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I’ve been reading this book, “Excuse Me, Your Life is Waiting,” by Lynn Grabhorn.  Though I’m moving through it slowly, I’m enjoying it.  I like the way she talks so plainly, so almost casually about things.  I think that’s why I like it so much and why she gets me motivated to carry out her simple ideas.

Lynn says that the instant you start to feel bad, you change your thoughts.  No matter what it is, if you don’t have to act that second, shut it off!  Find something, anything else that feels better.  It might just be a tiny bit better, but that’s something to build on.  Stay with the better feeling thoughts as long as you can.  I like to use my favorite things list when this happens to me – the smell of salt water, sun on my face, vacation, Johnny Depp. . .   Like a sweet on your tongue, a cool breeze when you’re hot, putting down a heavy burden and feeling relief, this can change your mood entirely. All you have to do is let go of the distressing thought.

Right away, you need to put some healing salve on the wound. Talk to yourself, gently.  Remind yourself that it’s okay, you can handle it.  All will be well.  Give yourself a hug if you can, or the touch of a hand.  Just as a good friend or parent would do.  Smooth it on, get rid of the sting.

Immediately, switch from the soft love to the tough love. Speak frankly (she suggests out loud, but to yourself, if you need to).  I tell myself that being freaked out about this isn’t going to make it go away, or get me what I want.  It does me no good to sit and stew about it. I have to stop doing that now and not look back.  I’ll be better able to handle it without all that nasty stuff hanging around me.

You close by slipping directly into thoughts about what you do want.  Lynn’s all about generating and cooking those feelings.  Those are the magical ones which will bring what you want to you.

This is a good practice because, in time, you can do it in just a few minutes.  I like that she agrees with me that time spent on the bad feelings does nothing for you, nothing to help the situation.  Even if it requires you make some tough decisions or take some difficult action, you’ll do it far easier and more effectively if you get yourself into that calm state of good feelings.

So, all you need to do is remember the path:
1) Immediately find a better thought.
2) Then, give yourself some good love to heal.
3) Shift into talking honestly about the futility of staying in that negative state.
4) Slip gracefully into the good feelings about what you do want.
5) Be in a calmer state to take care of whatever is in front of you.

Lynn ties it up well:  “Just remember, however fast your Want comes is directly related to how fast (and how permanently) you can switch your focus OFF what is keeping you in a negative vibration, and ON where you want to go. No matter how dire your circumstances may seem at the moment, it is not permanently glued to you. You just have to decide what you want in  place of your problem, then provide the Feel Good frequency that will give it birth.”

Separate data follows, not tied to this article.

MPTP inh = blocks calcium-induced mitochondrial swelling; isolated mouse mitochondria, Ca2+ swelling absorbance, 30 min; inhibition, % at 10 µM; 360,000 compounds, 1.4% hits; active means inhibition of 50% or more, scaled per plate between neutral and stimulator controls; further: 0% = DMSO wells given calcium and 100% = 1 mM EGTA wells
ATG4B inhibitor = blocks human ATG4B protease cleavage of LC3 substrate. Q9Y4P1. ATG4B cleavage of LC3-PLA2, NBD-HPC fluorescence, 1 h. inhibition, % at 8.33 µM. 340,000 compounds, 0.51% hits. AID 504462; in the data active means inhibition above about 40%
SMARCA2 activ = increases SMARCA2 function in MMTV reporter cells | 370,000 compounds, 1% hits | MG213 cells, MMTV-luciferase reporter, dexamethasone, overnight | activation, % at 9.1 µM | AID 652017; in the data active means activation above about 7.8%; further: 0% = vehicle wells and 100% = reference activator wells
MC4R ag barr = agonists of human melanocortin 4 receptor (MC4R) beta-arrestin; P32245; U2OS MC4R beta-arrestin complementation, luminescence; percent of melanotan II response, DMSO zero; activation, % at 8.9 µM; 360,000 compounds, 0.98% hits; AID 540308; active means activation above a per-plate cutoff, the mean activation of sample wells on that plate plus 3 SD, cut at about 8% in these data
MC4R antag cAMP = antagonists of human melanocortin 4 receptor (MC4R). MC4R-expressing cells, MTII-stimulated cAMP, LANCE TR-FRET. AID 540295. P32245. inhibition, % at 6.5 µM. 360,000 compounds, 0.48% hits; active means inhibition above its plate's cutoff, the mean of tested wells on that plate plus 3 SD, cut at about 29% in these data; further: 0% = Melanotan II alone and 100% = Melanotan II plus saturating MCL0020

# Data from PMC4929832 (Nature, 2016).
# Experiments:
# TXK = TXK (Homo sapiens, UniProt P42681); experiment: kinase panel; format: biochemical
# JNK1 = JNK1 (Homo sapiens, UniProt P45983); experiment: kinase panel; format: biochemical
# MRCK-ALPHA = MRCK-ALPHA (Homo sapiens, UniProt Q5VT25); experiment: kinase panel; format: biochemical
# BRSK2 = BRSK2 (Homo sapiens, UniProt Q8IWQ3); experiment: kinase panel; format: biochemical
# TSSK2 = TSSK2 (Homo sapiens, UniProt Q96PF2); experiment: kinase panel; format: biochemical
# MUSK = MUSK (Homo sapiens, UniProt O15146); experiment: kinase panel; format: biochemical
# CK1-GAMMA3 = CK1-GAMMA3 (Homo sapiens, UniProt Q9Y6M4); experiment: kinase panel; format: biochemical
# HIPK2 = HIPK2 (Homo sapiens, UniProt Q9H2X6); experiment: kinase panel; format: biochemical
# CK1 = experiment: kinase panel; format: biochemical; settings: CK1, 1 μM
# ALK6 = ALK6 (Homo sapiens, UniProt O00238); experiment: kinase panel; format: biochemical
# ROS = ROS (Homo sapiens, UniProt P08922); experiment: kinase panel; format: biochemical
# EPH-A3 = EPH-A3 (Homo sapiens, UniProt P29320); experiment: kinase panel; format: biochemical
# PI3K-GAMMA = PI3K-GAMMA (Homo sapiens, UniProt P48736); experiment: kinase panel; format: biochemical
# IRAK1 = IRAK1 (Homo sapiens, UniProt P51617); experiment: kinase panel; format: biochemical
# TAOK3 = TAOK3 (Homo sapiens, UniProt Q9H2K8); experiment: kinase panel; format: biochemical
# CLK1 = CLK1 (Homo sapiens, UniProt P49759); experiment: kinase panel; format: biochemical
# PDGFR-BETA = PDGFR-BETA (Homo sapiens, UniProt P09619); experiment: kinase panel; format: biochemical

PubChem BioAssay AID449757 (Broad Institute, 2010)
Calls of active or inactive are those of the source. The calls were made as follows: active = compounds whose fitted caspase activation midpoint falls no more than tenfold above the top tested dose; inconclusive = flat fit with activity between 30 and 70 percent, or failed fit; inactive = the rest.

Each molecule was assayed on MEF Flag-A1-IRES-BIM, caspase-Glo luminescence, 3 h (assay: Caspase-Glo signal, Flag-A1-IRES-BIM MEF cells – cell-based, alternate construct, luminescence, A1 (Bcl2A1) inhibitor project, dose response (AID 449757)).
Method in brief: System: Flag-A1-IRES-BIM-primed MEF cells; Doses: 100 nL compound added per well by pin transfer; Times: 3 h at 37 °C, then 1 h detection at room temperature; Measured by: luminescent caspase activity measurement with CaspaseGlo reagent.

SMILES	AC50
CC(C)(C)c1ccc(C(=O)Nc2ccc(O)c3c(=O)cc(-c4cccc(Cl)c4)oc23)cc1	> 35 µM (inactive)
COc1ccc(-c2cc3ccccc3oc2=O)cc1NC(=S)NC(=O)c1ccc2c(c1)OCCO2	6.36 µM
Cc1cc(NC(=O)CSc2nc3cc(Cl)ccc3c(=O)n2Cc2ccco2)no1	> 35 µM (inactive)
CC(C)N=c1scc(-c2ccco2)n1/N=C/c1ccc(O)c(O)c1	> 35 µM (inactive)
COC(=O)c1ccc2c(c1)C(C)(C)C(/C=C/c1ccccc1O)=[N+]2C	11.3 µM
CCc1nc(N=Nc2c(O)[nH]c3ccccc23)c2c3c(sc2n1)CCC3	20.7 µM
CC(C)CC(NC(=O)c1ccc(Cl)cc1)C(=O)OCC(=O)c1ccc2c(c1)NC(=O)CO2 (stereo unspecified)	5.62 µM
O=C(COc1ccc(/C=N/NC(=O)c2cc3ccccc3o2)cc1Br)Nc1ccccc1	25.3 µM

So I’m reading a new book.  Not sure where it came from.  A used book store, I’m guessing.  It’s called “Excuse Me, Your Life is Waiting,” by Lynn Grabhorn.  Ms. Grabhorn has a dry wit which keeps the words flowing. However, I’ve only just started the book. 

It’s clearly (and with props) based on the work of Jerry and Esther Hicks.  The Hicks, I believe, were the very first to bring attention to the masses of the Law of Attraction.

Lynn begins her book by talking about the key factor in this process: Your Feelings.  Our thoughts create our feelings, but our emotions are the mechanism for the attraction. What we put out, exude (or our vibration, as Lynn calls it) is what attracts the people and situations to our lives.

Thoughts are where it begins and ends.  Once the emotion takes hold, it’s very hard to make it stop. I’ve watched myself on a streak of “bad luck” when my feelings have taken a dive.  Awareness is good, but it may well be too late.  Thoughts are much easier to control.

Awareness of your emotions can sometimes lead you back to the thought.  I’ve been practicing, lately, working on the thoughts to keep them from exploding into emotion.  I’m using my Favorite Things. Whenever I’m feeling a little low, or more likely, when something happens that upsets me, I simply remember my favorite things and then I don’t feel so bad.

Technically, what happens is that I truly do feel better and cut off the destructive path of the out of control feelings.  I am calmer and exude less of that static.  This keeps my emotions and the situation from getting out of hand.

It only takes a moment’s awareness and perhaps 30 seconds (maybe as much as a minute if it’s really bad) of thinking over my list:  sunny days, soft breezes, a cup of tea, Roger Howarth, Johnny Depp, having all day to write, weekend mornings, a great film, a cool drink of water . . .  you need to make your own list so they can get you vibrating at a higher level!

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